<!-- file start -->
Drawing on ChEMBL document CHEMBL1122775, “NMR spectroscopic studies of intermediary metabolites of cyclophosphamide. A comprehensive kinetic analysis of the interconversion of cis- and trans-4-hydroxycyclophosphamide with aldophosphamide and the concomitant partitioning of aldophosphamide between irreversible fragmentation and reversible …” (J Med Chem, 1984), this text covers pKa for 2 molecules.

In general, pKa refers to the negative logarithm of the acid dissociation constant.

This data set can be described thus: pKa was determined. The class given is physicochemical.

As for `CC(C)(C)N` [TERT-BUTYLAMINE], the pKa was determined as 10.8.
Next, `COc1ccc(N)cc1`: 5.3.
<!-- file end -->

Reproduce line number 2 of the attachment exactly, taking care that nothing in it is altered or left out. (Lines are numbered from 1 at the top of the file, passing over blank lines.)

In general, pKa refers to the negative logarithm of the acid dissociation constant.